En de Mayor he gimme a dollar hes
de bes one in dis town Wid dat dollar
mammy gwine buy her chile a longer
crutch en dey aint no Thanksgibin
dinner gwine git a cent ob it naw sah
Ephraim strolled over to the opposite
side of the hearth and stood content
edly looking down into the fire
We got plenty anyhow said he
after a long thoughtful silence
Yes we got some taters en some
meal fur a hoecake en mammy gwine
stay et home all de day too
Hoecake laughed the boy I say
hoe cake en taters We gat tuckey en
pound cake en pie en jelly en things
Look et dat table you fergit dat table
mammy You furgit de tend like
There was a knock at the door that
brought Aunt Emmeline to her feet
in a hurry that again endangered the
Thanksgiving board
Look out mammy Ephraim called
out sharply Dont tetch dis here dis
here am de syllabub fur to morrer
and he made a frantic dash for an
oyster can beautifully burnished on
top of which he had set a cracked china
bowl filled to the brim with a rich yel
lowish liquid that might indeed have
been the much coveted Southern sylla
bub had it not been a bowl of Aunt
Emmelines own best soft soap
But the woman was at the door where
a young white man stood waiting ad
mittance a well dressed good looking
young fellow evidently used to the
higher walks of life
Aunt Emmeline said he a hand on
either door facing mother sent me by
to ask you to come over and serve din
ner for her tomorrow She says she
would like you to get there early by
S oclock
Aunt Emmeline thought of her ach
ing feet her empty pocket the day she
had meant to have at home with Efie
The young mans mother was Lawyer
Duffys wife and her dinners were
sumptuous affairs It would be a long
hard days work with perhaps a pail
of odds and ends scraps from the feast
to show for it at night She hesitated
Ts mighty nigh bruk down said
she at last En tomorrer hits
Thanksgibin Ts done wucked all do
week mighty hard en dey aint nobody
paid me nar cent ceptin ob de Mayor
Aldo dey is mos ob dem gimme some
thin nother Yo ma aint gimme noth
in en I wucked two days fur her 1
reckin Im bleeged to stay home to
morrer en rest
But the young man was not listen
ing he had stepped Into the room and
was looking with eyes that saw deeper
than Aunt Emmeline had seen at the
make believe feast of crippled Eph
He was a reporter for a daily paper
in the city a very new a very earnest
and a very ambitious reporter He saw
a story a funny a very very funny
Thanksgiving story in that paper-covered
box and its curious viands He
was soon to see something deeper than
fun In the Thanksgiving spread He
stepped further into the room and stood
beside Ephraim looking down upon the
Hello little boy said he What
have we got here A Thanksgiving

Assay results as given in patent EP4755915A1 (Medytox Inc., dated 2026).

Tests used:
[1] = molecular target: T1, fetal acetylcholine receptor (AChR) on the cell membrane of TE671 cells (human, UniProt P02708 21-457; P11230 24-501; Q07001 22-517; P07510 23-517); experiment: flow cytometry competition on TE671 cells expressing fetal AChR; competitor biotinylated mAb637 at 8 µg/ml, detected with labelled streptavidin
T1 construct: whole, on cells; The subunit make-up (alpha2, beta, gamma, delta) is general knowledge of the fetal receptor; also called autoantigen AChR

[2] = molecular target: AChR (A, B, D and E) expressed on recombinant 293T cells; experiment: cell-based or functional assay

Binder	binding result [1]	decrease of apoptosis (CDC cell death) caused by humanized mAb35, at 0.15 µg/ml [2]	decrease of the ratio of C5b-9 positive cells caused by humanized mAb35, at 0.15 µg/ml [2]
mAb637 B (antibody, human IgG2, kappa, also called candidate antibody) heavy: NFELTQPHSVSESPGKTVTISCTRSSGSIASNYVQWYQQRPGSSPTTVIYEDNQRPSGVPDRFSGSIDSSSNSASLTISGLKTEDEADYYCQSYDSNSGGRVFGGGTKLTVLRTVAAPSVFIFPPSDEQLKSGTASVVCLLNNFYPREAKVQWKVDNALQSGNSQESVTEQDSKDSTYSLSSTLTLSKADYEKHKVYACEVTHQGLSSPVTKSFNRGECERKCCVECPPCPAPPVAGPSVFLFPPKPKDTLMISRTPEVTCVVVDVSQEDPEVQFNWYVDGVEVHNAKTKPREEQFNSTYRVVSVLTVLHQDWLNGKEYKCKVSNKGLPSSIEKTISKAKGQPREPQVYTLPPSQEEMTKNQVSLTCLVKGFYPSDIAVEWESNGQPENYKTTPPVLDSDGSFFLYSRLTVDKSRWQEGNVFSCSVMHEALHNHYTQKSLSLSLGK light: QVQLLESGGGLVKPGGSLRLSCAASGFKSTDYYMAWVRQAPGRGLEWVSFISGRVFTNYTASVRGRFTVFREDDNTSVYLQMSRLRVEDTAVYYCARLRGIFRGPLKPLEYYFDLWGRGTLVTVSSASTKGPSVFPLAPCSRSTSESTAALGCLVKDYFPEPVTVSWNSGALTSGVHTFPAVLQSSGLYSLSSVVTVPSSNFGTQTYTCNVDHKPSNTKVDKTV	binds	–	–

dinner as sure as Im alive
Ephraims ees danced with delight
He was innocent of ridicule in any form
Yes sah said he Hits sholy a
Thanksgibin dinner Aldo if am dest
a tend like t
A tend like I tend like dis here
box am a table en dis here paper am
one ob de linen clofs mammy done up
fer de white folks las week en dese
things am de eatens en de drinkins I
reckin hits a mighty fine dinner dest
fur two niggers to eat up all by
Aunt Emmeline tried to interfere but
the reporter said
- JU
Let him alone It pleases him to
Scarcely realizing that he did so the
young man drew a chair to the impro
vised table and began to ask questions
of the moot remarkable Thanksgiving
menu on record He was enjoying it
too quite as much as little black Eph
Whats this Ephraim said the vis
itor pointing to a little round upturned
fix box in the center of the table
Dat Dats a reasun cake what de
Mayor ob de town sent me fur dinner
tomorrer Hits atend like cake but I
spec hits a resun one
And this
This was a sort of oblong bit of
coal slag that Ephraim Dont you
see de parsley en de aigs round hit
Mister Lawyer Duffy sent me dat
The reporter whistled even Aunt Em
meline dropped her face over her bread
tray to chuckle She understood just
what a surprise it must be to the
starchy young reporter to hear of his
grim silent aristocratic close fisted
father sending a Thanksgiving turkey
to a little crippled negro But she saw
no meaning in the suggestion that the
turkey was a stone as the young man
saw He sho did Ephraim was say
ing En dis here am de graby en
stuffins A little fat black finger
pointed across the board to a bowl of
sawdust plentifully enriched with peb
Dles and old corks that he had found
among some empty cobwebbed bottles
under the house
What makes you say Lawyer Duffy
sent the turkey asked the reporter
with peculiarly sensitive interest
Case onct fore my brudder Ben
died de folks all say he stole a tuckey
en dey put him in jaif furhlt En law
yer Duffy he say he didnt do it En he
say hit till dey let Ben out o de jail
Didnt he mammy
The woman looked up from the hearth
where she was kneeling in the act of
slapping the corn cake upon the hoe
Yes Lawyer Duffy cleared Ben
said she Ben worked fur him in his
office long es he libed after dat
Dar said Ephraim aint I tol you
so Hes a mighty good man I tell
The reporter smiled a queer sort of
smile and Aunt Emmeline did not say
that Bens years of service were paying
the great lawyer his fee for defending
him but the young man understood
Dis here now Ephraim went on
with his bill of fare dis here box top
o salt am de mince pie what de preach
er ob de gospels wife done sent Dis
here plate o shells hits rice en de dish
o splinters dats macaroni en dis here
string o spools deys sassages De gro
cry man on de eas cornerob de public
squar sent dem all ob dem Hes a
fine man I tell you Onct when I fotch
some sassages to Miss Tilsum when his
boy was gone he dest tuck en gimme
a whole one a big fat one all fur my
sef Didnt he mammy
Aunt Emmeline nodded and set the
smoky coffee pot back upon the hearth
where it would not boll again
Dis here bowl o syllabub now
said Ephraim indicating the dfsh of
soft soap Miss Tilsum sent me dat